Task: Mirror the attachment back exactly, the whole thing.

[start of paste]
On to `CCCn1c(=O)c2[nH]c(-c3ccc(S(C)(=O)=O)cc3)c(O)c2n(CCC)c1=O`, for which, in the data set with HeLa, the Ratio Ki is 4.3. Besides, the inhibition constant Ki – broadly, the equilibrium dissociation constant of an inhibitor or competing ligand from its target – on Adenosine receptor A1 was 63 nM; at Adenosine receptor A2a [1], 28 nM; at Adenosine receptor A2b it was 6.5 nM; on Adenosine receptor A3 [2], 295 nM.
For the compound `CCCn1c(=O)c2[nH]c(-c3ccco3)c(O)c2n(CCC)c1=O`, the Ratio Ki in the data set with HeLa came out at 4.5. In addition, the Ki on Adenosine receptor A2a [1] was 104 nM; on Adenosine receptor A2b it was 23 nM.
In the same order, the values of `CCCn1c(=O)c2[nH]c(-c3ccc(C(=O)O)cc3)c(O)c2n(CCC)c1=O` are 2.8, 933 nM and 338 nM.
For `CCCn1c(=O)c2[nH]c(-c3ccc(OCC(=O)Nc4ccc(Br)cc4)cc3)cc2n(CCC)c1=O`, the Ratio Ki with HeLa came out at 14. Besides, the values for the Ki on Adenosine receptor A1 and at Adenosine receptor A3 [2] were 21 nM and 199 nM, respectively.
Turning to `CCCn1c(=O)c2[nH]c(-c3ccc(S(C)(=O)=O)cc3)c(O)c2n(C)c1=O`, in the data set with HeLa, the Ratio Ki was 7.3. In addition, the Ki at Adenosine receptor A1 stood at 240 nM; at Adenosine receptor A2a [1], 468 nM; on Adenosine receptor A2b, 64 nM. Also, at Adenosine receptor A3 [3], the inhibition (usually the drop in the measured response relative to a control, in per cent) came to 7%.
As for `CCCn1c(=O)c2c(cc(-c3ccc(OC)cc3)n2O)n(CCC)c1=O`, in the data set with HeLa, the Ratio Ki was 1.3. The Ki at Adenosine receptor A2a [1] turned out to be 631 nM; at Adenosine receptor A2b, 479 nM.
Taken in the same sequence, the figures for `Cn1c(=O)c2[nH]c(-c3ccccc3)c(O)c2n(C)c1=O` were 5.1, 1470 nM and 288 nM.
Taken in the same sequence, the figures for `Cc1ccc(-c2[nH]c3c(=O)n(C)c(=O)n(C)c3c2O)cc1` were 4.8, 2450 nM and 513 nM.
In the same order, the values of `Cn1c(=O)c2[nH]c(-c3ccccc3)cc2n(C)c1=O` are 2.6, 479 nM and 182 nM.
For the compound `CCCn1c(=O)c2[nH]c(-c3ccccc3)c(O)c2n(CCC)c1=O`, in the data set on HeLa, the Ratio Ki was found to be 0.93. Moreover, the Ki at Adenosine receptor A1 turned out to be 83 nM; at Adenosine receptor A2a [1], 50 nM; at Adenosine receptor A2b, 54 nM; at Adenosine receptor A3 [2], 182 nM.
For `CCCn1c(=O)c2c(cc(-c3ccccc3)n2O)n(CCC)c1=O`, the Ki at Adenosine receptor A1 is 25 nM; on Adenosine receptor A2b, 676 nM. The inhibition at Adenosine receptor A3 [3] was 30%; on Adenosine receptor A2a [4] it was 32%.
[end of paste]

On to `CCCn1c(=O)c2[nH]c(-c3ccc(S(C)(=O)=O)cc3)c(O)c2n(CCC)c1=O`, for which, in the data set with HeLa, the Ratio Ki is 4.3. Besides, the inhibition constant Ki – broadly, the equilibrium dissociation constant of an inhibitor or competing ligand from its target – on Adenosine receptor A1 was 63 nM; at Adenosine receptor A2a [1], 28 nM; at Adenosine receptor A2b it was 6.5 nM; on Adenosine receptor A3 [2], 295 nM.
For the compound `CCCn1c(=O)c2[nH]c(-c3ccco3)c(O)c2n(CCC)c1=O`, the Ratio Ki in the data set with HeLa came out at 4.5. In addition, the Ki on Adenosine receptor A2a [1] was 104 nM; on Adenosine receptor A2b it was 23 nM.
In the same order, the values of `CCCn1c(=O)c2[nH]c(-c3ccc(C(=O)O)cc3)c(O)c2n(CCC)c1=O` are 2.8, 933 nM and 338 nM.
For `CCCn1c(=O)c2[nH]c(-c3ccc(OCC(=O)Nc4ccc(Br)cc4)cc3)cc2n(CCC)c1=O`, the Ratio Ki with HeLa came out at 14. Besides, the values for the Ki on Adenosine receptor A1 and at Adenosine receptor A3 [2] were 21 nM and 199 nM, respectively.
Turning to `CCCn1c(=O)c2[nH]c(-c3ccc(S(C)(=O)=O)cc3)c(O)c2n(C)c1=O`, in the data set with HeLa, the Ratio Ki was 7.3. In addition, the Ki at Adenosine receptor A1 stood at 240 nM; at Adenosine receptor A2a [1], 468 nM; on Adenosine receptor A2b, 64 nM. Also, at Adenosine receptor A3 [3], the inhibition (usually the drop in the measured response relative to a control, in per cent) came to 7%.
As for `CCCn1c(=O)c2c(cc(-c3ccc(OC)cc3)n2O)n(CCC)c1=O`, in the data set with HeLa, the Ratio Ki was 1.3. The Ki at Adenosine receptor A2a [1] turned out to be 631 nM; at Adenosine receptor A2b, 479 nM.
Taken in the same sequence, the figures for `Cn1c(=O)c2[nH]c(-c3ccccc3)c(O)c2n(C)c1=O` were 5.1, 1470 nM and 288 nM.
Taken in the same sequence, the figures for `Cc1ccc(-c2[nH]c3c(=O)n(C)c(=O)n(C)c3c2O)cc1` were 4.8, 2450 nM and 513 nM.
In the same order, the values of `Cn1c(=O)c2[nH]c(-c3ccccc3)cc2n(C)c1=O` are 2.6, 479 nM and 182 nM.
For the compound `CCCn1c(=O)c2[nH]c(-c3ccccc3)c(O)c2n(CCC)c1=O`, in the data set on HeLa, the Ratio Ki was found to be 0.93. Moreover, the Ki at Adenosine receptor A1 turned out to be 83 nM; at Adenosine receptor A2a [1], 50 nM; at Adenosine receptor A2b, 54 nM; at Adenosine receptor A3 [2], 182 nM.
For `CCCn1c(=O)c2c(cc(-c3ccccc3)n2O)n(CCC)c1=O`, the Ki at Adenosine receptor A1 is 25 nM; on Adenosine receptor A2b, 676 nM. The inhibition at Adenosine receptor A3 [3] was 30%; on Adenosine receptor A2a [4] it was 32%.